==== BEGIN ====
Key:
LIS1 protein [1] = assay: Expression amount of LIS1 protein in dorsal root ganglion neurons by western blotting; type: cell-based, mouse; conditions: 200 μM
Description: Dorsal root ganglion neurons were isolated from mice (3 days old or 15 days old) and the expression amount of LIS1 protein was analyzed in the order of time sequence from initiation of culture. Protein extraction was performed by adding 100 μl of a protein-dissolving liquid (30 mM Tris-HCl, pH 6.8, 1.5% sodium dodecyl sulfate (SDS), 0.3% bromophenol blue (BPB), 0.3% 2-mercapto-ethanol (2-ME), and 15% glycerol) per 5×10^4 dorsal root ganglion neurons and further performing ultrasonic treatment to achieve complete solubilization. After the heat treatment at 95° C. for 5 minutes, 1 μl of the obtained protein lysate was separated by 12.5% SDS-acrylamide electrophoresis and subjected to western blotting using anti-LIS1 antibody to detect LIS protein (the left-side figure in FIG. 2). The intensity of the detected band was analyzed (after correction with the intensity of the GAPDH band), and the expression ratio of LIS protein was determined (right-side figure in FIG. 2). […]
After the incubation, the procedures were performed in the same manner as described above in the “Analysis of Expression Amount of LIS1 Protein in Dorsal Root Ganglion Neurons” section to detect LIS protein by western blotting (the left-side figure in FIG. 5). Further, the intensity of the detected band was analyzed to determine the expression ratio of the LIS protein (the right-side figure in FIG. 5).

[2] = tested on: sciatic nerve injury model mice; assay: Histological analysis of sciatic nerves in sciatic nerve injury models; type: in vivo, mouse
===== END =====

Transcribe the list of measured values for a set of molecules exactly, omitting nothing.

Key:
LIS1 protein [1] = assay: Expression amount of LIS1 protein in dorsal root ganglion neurons by western blotting; type: cell-based, mouse; conditions: 200 μM
Description: Dorsal root ganglion neurons were isolated from mice (3 days old or 15 days old) and the expression amount of LIS1 protein was analyzed in the order of time sequence from initiation of culture. Protein extraction was performed by adding 100 μl of a protein-dissolving liquid (30 mM Tris-HCl, pH 6.8, 1.5% sodium dodecyl sulfate (SDS), 0.3% bromophenol blue (BPB), 0.3% 2-mercapto-ethanol (2-ME), and 15% glycerol) per 5×10^4 dorsal root ganglion neurons and further performing ultrasonic treatment to achieve complete solubilization. After the heat treatment at 95° C. for 5 minutes, 1 μl of the obtained protein lysate was separated by 12.5% SDS-acrylamide electrophoresis and subjected to western blotting using anti-LIS1 antibody to detect LIS protein (the left-side figure in FIG. 2). The intensity of the detected band was analyzed (after correction with the intensity of the GAPDH band), and the expression ratio of LIS protein was determined (right-side figure in FIG. 2). […]
After the incubation, the procedures were performed in the same manner as described above in the “Analysis of Expression Amount of LIS1 Protein in Dorsal Root Ganglion Neurons” section to detect LIS protein by western blotting (the left-side figure in FIG. 5). Further, the intensity of the detected band was analyzed to determine the expression ratio of the LIS protein (the right-side figure in FIG. 5).

[2] = tested on: sciatic nerve injury model mice; assay: Histological analysis of sciatic nerves in sciatic nerve injury models; type: in vivo, mouse